FUEL SUBSIDY: Buhari’s govt doesn’t want to govern, afraid of Nigerians —Don

Terhamba Wuam is professor of Economic History at the Kaduna State University. He speaks with our Northern Bureau Chief, MUHAMMAD SABIU, on Nigeria’s worsening economic situation and the way out of the quagmire.

Looking at Nigeria’s economy, you will agree with me that we started well when we got independence in 1960. Many things were in good shape then. For instance, our economy was good and we had plenty money to spend. But, today, reverse is the case. What do you think is the cause of the present problem?

Thank you very much. You noted that during our independence, we started well; we had money to spend and things were running well. I think realistically, Nigeria is doing far better now, 10 times or even 20 times better now than when we secured our independence from the British. So I will conclude emphatically that Nigeria has made tremendous progress from the period when we attained independence till the present day. If we are to look at what was available in Nigeria in 1960 and what is available now, the difference is very clear.

In 1960, our GDP, per capital income was just about 90 dollars. Now the GDP and per capital income is about 2,500 dollars. So if you are going to look at it, we have grown so much from having 90 dollars to each Nigerian to about 2,500 dollars. So the growth has been 27 times more than what we had at independence.

So, economically, Nigeria is a different country now from the point of independence and we need to realise that. We didn’t have so much money. The situation now really is better; it has been progress upon progress than what we inherited. There are still challenges, but if we are to look at it realistically, Nigeria has made tremendous progress in all areas of human endeavours more than what the situation was in 1960.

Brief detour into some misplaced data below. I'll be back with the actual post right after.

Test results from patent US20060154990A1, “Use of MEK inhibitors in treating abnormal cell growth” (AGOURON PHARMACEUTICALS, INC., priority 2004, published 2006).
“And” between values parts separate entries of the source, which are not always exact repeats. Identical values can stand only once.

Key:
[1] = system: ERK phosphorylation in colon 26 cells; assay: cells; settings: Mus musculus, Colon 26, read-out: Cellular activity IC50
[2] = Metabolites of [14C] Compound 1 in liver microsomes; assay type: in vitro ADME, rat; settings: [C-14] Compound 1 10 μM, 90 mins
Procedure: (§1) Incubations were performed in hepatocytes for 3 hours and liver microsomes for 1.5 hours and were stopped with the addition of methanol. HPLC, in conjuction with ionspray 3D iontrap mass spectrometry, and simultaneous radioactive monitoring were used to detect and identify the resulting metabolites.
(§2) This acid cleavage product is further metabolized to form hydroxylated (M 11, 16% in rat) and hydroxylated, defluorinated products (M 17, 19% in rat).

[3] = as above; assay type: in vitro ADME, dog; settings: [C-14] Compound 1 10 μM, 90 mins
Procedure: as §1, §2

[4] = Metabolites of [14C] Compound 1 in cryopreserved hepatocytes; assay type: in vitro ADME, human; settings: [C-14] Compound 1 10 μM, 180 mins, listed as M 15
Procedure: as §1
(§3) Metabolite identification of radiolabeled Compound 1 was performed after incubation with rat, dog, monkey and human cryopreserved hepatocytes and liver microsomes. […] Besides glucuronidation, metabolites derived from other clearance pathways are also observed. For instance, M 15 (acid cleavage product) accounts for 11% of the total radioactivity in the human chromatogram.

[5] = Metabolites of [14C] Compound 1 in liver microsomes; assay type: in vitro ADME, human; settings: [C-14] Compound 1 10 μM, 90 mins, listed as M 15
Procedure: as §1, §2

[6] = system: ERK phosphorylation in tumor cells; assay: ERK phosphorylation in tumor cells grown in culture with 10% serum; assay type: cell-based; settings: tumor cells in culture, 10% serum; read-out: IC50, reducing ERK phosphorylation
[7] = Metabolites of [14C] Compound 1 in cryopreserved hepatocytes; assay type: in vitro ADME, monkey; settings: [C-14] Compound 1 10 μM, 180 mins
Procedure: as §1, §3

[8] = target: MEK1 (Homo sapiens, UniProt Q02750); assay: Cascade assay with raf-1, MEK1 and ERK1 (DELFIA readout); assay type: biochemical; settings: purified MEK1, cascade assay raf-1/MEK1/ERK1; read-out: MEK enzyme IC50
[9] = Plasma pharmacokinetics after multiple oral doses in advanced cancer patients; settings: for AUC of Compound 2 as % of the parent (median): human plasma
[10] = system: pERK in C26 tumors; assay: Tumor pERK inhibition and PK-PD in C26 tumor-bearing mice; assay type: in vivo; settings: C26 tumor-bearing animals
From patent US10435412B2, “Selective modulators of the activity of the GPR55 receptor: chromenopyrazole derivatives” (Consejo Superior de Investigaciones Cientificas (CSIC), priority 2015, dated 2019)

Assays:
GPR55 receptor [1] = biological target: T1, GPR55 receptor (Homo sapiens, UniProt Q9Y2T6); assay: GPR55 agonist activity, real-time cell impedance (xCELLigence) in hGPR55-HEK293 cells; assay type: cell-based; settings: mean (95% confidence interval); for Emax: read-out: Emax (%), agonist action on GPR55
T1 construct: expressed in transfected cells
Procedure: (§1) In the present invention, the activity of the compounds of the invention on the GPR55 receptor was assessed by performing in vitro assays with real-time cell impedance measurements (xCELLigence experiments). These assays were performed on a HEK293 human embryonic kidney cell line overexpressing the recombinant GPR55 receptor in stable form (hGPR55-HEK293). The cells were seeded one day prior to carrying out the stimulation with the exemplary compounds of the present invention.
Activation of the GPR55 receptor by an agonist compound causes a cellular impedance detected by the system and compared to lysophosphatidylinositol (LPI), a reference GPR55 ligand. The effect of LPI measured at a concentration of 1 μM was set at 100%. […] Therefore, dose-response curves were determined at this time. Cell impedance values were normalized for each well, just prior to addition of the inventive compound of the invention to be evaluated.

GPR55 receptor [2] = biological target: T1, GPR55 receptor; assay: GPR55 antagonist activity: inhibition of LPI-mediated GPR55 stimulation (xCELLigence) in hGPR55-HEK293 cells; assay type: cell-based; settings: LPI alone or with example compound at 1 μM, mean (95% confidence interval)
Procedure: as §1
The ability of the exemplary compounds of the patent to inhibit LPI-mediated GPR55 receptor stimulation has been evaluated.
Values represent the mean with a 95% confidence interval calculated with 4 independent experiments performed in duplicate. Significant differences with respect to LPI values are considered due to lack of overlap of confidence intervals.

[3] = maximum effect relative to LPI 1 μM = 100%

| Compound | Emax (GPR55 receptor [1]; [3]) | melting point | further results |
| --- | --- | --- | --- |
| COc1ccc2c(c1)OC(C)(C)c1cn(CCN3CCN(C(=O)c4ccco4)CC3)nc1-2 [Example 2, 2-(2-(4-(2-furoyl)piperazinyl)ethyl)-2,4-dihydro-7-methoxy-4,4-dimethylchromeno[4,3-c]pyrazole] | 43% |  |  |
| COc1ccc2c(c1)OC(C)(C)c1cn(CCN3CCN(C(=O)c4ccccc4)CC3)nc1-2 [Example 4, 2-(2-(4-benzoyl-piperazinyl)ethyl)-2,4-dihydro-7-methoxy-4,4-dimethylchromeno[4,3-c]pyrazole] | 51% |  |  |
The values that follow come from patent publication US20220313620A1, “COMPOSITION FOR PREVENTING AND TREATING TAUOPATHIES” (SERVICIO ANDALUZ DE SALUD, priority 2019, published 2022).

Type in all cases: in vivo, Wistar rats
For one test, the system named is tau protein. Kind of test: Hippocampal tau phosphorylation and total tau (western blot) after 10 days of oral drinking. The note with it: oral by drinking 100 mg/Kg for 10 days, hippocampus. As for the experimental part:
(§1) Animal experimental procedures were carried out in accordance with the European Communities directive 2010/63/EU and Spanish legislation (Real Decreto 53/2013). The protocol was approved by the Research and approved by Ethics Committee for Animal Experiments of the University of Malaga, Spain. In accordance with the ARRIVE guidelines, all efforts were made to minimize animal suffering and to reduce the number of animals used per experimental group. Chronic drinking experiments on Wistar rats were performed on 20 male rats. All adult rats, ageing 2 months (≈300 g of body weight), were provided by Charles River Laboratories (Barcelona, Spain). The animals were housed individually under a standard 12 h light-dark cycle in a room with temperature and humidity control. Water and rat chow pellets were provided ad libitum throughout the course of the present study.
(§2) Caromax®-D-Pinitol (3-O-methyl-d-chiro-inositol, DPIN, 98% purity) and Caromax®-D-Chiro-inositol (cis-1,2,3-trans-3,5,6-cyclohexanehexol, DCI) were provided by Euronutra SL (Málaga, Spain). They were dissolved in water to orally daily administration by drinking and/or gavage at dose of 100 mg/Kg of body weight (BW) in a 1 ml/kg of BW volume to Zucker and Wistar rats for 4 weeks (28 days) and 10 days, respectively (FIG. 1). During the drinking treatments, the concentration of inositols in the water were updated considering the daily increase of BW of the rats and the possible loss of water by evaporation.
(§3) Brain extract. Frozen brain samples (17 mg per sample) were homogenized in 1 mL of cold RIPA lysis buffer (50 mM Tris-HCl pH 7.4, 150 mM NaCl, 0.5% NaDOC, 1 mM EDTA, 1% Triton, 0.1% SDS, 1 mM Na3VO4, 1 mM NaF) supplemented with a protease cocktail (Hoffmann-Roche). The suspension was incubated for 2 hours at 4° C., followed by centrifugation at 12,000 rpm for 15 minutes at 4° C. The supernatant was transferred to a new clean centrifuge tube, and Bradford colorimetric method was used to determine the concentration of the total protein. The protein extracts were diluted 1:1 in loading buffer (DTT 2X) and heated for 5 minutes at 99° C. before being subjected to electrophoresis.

Can you point out the areas you think we have not done well?

You know when growth was occurring, a lot of people were missing out. The benefits of the growth have not been evenly spread, because the demands from government were low in 1960, but now the aspirations of the people have also grown. People want better schools, better health care, better infrastructure and to get all these things, it means we need to keep our economy growing. We need to improve on the way government is organised and is able to deliver services. If you look at our budget, the Nigerian budget is about N17 trillion and this is just about 30,000 billion dollars, which is not much for a country like Nigeria.

So what we need to do is to ensure that there is economic growth. A country like Nigeria should not be having budget of $30bn. A country of 200 million people should have a federal budget that should double that size. Our budget should be between $60 to $100 billion dollars.